10 Years of Helping

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Blog   |   Haiti

Left for dead in Haiti: How CPJ helped one journalist

Pierre Elisem was shot by Aristide supporters in Port-au-Prince in February 2004. (AP/Walter Astrada)

Ten years ago I joined the staff of the Committee to Protect Journalists to launch the Journalist Assistance program, an initiative, as CPJ board member Gene Roberts describes, developed to establish a standing direct response mechanism for journalists facing threats and attacks. When I left the position in 2009, many people asked me what case stood out the most. 

August 19, 2011 2:37 PM ET

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Blog   |   Somalia

Evacuating Somali reporters who face unrelenting violence

Mukhtar Mohamed Hirabe was killed in 2009. (NUSOJ)

Somalia was among the world's deadliest countries for journalists in 2009, the year I began working with CPJ's Journalist Assistance program. On June 7, two gunmen shot Mukhtar Mohamed Hirabe and Ahmed Omar Hashi, the director and news editor of the country's leading independent station, Radio Shabelle. Hirabe died at the scene. Hashi barely survived and was hospitalized with wounds to the abdomen and right hand.

Blog   |   Canada

A global partnership to assist journalists in distress

One of the most rewarding parts of my job at Canadian Journalists for Free Expression (CJFE) for the last eight years has been my work on our Journalists in Distress program. Through this program I have had quick glimpses into the lives of hundreds of courageous journalists from countries all over the world. Most of these journalists I will never meet, as I do this work sitting at my desk in Toronto, trying to get details about where they have come from, what danger they face, and what help they need.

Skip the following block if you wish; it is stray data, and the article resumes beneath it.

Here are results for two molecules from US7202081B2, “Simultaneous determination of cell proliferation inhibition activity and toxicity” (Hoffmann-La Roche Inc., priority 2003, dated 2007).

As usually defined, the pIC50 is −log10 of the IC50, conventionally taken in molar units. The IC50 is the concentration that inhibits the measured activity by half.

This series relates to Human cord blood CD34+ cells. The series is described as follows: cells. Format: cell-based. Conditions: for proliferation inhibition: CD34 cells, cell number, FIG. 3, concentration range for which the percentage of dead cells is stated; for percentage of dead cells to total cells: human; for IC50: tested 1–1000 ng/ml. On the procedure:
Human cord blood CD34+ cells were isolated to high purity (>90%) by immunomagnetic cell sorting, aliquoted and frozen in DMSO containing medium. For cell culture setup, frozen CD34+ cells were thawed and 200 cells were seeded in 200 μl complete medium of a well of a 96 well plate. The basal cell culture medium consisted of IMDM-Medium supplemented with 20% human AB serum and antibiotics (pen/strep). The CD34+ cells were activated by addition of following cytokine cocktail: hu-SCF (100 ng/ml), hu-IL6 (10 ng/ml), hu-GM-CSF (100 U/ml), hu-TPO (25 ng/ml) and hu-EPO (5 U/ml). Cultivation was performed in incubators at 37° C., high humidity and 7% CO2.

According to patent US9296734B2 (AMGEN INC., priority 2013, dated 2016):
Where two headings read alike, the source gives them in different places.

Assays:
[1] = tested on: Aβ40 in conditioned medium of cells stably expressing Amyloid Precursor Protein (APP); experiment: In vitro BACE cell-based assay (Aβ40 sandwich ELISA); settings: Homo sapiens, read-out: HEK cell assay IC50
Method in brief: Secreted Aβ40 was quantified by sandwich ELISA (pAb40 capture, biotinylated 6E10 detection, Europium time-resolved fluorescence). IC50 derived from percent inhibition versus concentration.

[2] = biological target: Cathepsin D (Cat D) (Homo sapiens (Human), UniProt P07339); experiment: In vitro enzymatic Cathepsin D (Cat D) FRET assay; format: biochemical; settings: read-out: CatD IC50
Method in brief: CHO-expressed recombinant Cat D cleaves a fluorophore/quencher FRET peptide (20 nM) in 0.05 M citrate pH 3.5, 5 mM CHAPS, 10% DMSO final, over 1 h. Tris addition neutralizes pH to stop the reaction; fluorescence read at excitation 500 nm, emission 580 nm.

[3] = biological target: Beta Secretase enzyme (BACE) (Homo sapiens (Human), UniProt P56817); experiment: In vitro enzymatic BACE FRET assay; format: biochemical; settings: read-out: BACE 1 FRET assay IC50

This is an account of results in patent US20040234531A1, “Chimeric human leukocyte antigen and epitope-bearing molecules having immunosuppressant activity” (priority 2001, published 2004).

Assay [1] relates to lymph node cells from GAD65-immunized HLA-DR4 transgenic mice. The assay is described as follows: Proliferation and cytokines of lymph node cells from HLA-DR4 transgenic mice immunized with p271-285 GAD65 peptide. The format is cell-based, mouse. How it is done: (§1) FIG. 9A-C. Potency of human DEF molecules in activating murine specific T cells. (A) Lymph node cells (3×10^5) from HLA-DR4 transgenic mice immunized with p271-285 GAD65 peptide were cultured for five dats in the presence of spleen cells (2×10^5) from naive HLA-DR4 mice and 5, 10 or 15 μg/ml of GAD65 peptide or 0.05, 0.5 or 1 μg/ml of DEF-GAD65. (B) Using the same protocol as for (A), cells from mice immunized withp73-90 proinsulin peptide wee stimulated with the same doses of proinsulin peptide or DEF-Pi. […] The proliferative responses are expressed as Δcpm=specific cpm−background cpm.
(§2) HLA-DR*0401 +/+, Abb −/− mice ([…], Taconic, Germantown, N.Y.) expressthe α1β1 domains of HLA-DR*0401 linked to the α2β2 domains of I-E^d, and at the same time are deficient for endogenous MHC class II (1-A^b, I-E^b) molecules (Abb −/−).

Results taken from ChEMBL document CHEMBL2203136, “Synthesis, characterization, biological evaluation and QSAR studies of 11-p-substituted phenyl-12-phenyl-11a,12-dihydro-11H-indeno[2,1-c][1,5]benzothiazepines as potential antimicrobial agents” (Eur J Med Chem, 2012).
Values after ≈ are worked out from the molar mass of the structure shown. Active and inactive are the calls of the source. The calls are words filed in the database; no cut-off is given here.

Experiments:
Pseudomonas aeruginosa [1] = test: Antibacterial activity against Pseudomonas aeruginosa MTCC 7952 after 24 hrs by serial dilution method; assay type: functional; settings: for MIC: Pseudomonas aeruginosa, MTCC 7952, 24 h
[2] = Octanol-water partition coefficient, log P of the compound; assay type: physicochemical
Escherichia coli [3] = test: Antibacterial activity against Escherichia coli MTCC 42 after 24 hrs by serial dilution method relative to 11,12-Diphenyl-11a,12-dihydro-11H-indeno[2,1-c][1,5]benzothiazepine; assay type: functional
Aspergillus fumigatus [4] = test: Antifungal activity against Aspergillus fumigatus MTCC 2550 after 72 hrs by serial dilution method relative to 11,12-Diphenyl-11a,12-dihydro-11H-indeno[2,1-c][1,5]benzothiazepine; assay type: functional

August 15, 2011 3:39 PM ET

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Blog   |   Cuba

Assisting journalists in Cuba: Hurdles in prison and beyond

CPJ's Journalist Assistance program helped support the families of Cuban journalists held in jails like this one on the outskirts of Havana. (Reuters/Claudia Daut)

In mid-2006, CPJ's Journalist Assistance program began sending regular remittances to the families of independent Cuban journalists in prison. By CPJ's count, of the 29 journalists jailed during a massive crackdown in 2003, 24 were still in prison at the time--making Cuba the world's second-worst jailer of journalists in the world. The remittances, sent monthly, helped families cover travel expenses to the prisons--sometimes two days away on shabby buses--and basic maintenance for the jailed editors and reporters--ranging from food staples like rice and beans, to clothes, bowls and spoons, to aspirin and specialized medications, all unavailable behind bars. At the time, I was the Research Associate for the Americas program, and my job was to contact families and catalog urgency and needs.

Blog   |   CPJ

How CPJ began helping journalists with more than letters

By the late '90s, the Committee to Protect Journalists was solving many of its financial problems and building a strong list of dependable contributors. It became possible to consider expanding our activities. Up to this point we were fighting for a free press around the globe mainly by focusing attention on governments that were imprisoning or killing journalists. We wrote letters to hostile governments. We sent board and staff members abroad several times a year to pressure officials into releasing jailed journalists. We published our annual book, Attacks on the Press, and announced our yearly lists of enemies of the press. All of this was vitally important, of course. We were helping to free and protect journalists by generating publicity about their cases.

August 8, 2011 4:42 PM ET

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